Wednesday, April 23, 2014

The Evils of Perl (or Logic Should Make Sense)

The people who know me professionally (even a little) have probably picked up on the fact that I hate Perl. I spent several years as a sysadmin, so I come by my Perl aversion honestly.

Don’t get me wrong, it’s a useful language and I found it to be a very handy tool, but it’s so very easy to make code that even the person who wrote it isn’t sure what it does. The next day.

Or it could be that I’m a crappy developer. Either’s possible. Maybe a little from Column A and a little from Column B.

It’s the only language that I’ve seen where your cat can walk across the keyboard and come up with a valid program. What does it do? We may never know. It may parse a file for a list of addresses, trigger an ICBM launch, or create animated gifs of dancing cats, but by gum it’ll run.

Personally, I’m hoping for the dancing cat gifs. Everyone loves dancing kitties.

My standard quip for why I finally stopped coding Perl is that in any sane language, to get the length of an array, you do something along the lines of myArray.length. That may not be exactly how it’s done, but it will be something similar.

In Perl, you do the following: $myArray = @myArray

You assign the array variable to a scalar variable (single piece of information. Int, char, etc.). This to me makes zero sense from a logical standpoint.

I made that comment about a week or so ago, and the person I was talking to said that it makes perfect sense because it’s an implicit type conversion. (I’m not sure if he was joking or not. I hope, and think, that he was).

He had a sort of point about implicit type conversion, but that sort of thing is supposed to follow a logical convention of some kind. For example, an implicit conversion from int to long makes sense (it’s basically just shoving existing data into a bigger container).

You could even make the case for implicit conversion between string and character array data types. I wouldn’t do it, because it’s probably better done explicitly so you don’t shoot yourself in the foot, but the argument could be made.

However, using implicit conversion to cast an array to (effectively) an integer in order to get the length of the array doesn’t make any logical sense. It’s like buying a chicken because you want a renewable source of pineapples.

In what non-Euclidian universe does this make sense?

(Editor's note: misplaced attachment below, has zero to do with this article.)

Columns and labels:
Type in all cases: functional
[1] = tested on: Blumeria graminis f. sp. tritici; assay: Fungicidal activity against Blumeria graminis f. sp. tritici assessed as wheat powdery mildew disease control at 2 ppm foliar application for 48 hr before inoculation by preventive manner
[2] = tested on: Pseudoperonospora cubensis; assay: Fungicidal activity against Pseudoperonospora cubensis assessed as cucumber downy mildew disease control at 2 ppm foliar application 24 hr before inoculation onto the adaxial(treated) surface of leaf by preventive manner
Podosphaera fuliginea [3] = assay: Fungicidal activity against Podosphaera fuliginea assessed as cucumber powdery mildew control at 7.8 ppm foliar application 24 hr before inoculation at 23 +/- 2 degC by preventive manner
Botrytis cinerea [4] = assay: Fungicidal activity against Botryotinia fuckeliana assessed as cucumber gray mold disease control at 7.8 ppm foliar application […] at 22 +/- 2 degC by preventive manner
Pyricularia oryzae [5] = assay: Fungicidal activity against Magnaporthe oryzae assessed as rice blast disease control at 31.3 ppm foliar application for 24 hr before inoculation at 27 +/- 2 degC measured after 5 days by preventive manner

“Well, I just need to figure out how long this array is, so I’ll assign it to a scalar and HOLY CRAP! THERE’S CTHULHU!”

Ia! Ia! ArrayLength! Fhtagn!

Any language that will summon Cthulhu by simply using it is probably a bad choice…

Now, if you don’t mind, I’ve got to Great Old One proof my office.

Current mood: Amused

Current music: Charlie Daniels Band – The Devil Went Down to Georgia

Tuesday, April 08, 2014

In The Beginning

In the beginning, there was a television. To the television was attached a Tandy TRS-80 CoCo. Then he said, let there be code. And there was code, and it was in BASIC. He was a child and found the fact that he could make a computer do things to be really cool.

As a teenager, the internet was laid open to him. HTML was discovered and there were many horrible mistakes made, including the dreaded animated gifs of flaming skulls and spinning things. The land was known as GeoCities, and it was eventually cast into perdition for its sins.

Then was Java made known unto him, and, though he tried, he found it confusing. This was the first age of Java, so he was not alone in this.

Lo then did he graduate high school and make his way to college in an effort to learn to do this shit properly.

There did he learn of many things – Pascal and Prolog, C and C++, Scheme and Assembly, Socket programming, the creation of data packets, and stack traces among many other skills and pieces of arcane lore.

He paid the campus ferryman with his toils as a sysadmin where he applied logic to a place of chaos known as a non-profit. All the while, using his position as an excuse to do things programmatically so as not to have to run around the hilltop known as The Ridges as often.

Then did he return to Java, and he found it…okay. After all, with a background in object oriented programming, data structures, and the like, Java now made much more sense.

Upon his path, however, he decided that Java was not the right tool for him, so he endeavored to learn C#. Additionally, in order to wipe away, or at least atone for, his past sins of using Perl, he also learned Ruby to an extent that would allow himself to get into (and hopefully out of) trouble on occasion.

He walked the paths of desktop development and eventually began to work in order to master the arts of web development as well using the MVC framework. So, then, did his past of using HTML and CSS come back to him (though, thankfully, the flaming skulls and spinning things did not), and that is where he stands as of this day.

Current Mood - Tired
Current Music - Shades Apart - Stranger By The Day